| Ind. | May 15, 1877

Howk, J.

The relatrix of the appellee filed her complaint before a justice of Benton county, alleging therein that she had been delivered of a bastard child, which was then living, and that the appellant was the father of said child. Afterward, in the Benton Circuit Court, on the appellant’s application, the venue of the action was changed to the court below.

The cause was tried by a jury, in the court below, and a verdict was returned for the appellee, that the appellant was the father of the bastard child named in the com*435plaint. On written causes filed, the appellant moved-the .court below for a new trial, which motion was overruled, and to this decision appellant excepted. And the appellant moved the court below in writing in arrest of judgment, which motion was overruled, and to this decision appellant excepted. And judgment was rendered upon the verdict by the court below, from which judgment the appellant now prosecutes this appeal.

In this court, the appellant has assigned the following alleged errors of the court below:

1st. In overruling appellant’s motion for a new trial; and,

2d. In overruling appellant’s motion in arrest of judgment.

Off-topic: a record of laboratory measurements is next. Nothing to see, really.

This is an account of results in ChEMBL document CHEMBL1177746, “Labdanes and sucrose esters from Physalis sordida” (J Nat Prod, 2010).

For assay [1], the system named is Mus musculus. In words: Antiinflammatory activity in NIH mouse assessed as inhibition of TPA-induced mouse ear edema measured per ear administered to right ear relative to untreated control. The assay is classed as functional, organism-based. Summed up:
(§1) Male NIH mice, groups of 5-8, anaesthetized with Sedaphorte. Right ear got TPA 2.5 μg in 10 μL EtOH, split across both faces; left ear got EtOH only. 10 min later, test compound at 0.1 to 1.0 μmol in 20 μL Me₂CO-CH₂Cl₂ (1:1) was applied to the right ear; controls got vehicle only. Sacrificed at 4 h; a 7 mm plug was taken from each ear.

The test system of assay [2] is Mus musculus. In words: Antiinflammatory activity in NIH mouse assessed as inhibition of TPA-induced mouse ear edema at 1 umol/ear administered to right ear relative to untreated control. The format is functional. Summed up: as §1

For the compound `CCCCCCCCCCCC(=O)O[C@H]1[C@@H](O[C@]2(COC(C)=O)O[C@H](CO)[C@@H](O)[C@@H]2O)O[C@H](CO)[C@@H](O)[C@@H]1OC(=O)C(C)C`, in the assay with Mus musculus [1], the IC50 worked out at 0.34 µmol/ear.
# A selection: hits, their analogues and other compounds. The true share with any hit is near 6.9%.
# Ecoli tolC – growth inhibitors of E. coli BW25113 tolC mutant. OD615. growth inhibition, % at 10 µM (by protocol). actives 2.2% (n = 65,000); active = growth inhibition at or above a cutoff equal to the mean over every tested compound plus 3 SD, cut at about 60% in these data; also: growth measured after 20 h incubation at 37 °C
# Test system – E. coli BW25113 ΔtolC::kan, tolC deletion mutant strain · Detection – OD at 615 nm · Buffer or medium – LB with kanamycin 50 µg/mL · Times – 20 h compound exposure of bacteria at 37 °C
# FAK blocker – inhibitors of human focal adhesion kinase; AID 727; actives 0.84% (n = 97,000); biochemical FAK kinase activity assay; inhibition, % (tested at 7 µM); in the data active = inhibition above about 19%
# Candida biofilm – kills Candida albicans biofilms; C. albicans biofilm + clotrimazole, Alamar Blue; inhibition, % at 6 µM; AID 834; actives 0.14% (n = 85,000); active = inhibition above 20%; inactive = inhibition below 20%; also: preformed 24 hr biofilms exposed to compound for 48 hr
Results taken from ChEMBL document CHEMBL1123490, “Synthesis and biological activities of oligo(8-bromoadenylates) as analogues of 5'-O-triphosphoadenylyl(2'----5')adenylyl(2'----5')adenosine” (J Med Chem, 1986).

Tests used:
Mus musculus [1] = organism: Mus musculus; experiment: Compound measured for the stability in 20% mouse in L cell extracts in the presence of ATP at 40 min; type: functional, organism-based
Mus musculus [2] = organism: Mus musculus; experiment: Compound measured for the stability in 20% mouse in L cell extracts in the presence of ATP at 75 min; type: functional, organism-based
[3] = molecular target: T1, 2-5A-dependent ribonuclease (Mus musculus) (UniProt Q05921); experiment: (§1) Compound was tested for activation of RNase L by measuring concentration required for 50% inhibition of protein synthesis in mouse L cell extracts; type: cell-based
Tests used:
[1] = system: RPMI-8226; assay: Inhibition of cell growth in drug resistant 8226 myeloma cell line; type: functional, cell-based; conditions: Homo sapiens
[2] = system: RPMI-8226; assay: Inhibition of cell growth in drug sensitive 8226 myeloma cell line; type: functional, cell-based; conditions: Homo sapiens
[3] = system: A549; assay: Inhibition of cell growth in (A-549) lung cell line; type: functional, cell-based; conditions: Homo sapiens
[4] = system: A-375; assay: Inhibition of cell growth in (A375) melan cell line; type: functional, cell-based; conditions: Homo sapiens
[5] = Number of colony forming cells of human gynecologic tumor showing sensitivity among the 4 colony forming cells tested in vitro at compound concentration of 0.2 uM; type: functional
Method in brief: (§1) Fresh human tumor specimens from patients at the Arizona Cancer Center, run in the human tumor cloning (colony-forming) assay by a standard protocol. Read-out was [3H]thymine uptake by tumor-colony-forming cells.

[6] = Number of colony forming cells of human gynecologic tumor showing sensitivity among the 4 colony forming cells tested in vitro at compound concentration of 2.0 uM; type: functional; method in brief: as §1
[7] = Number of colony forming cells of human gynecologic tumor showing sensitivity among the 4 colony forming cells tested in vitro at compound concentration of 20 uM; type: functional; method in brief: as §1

In his motion for a new trial of this cause, the appellant assigned the following alleged causes therefor: ■

1. Because the verdict was not sustained by sufficient evidence;

2. Because the verdict was contrary to law; and,

3. Because of irregularity in the proceedings of the court below during the trial, by which the appellant was prevented from having a fair trial, and because of error of law occurring at the trial, in' this, to wit:

“A.” Because the court erred, in refusing to allow the appellant to ask the relatrix, as a witness, on cross-examination, the following question: “ Did you not say to Lina Patterson, about the time the child was begotten, at her house, that you liked Ed. Rawles a great deal better than you did Joseph, the defendant?”-

“B.” Because the court erred, in refusing to allow the ■ appellant to ask the relatrix, as a witness, on cross-examination, the following question: “ Did you not say to Lina Patterson, at her father’s house, about Christmas, 1872, that you liked Ed. Rawles a good deal better than you did Joe, the defendant, that Joe would never talk to you ?”

G.” Because the court erred, in overruling appellant’s *436objections to appellee’s demand, that the appellant should write his name in the presence of the jury.

“D.” Because the court erred, in refusing to allow the appellant to ask the witness, James Ford, the following question: “Are you acquainted with the general moral character of the said relatrix, Maria Ford ?”

“JE.” Because the court erred, in refusing to allow the witness, James Ford, to state in what respect the general character of Maria Ford was bad.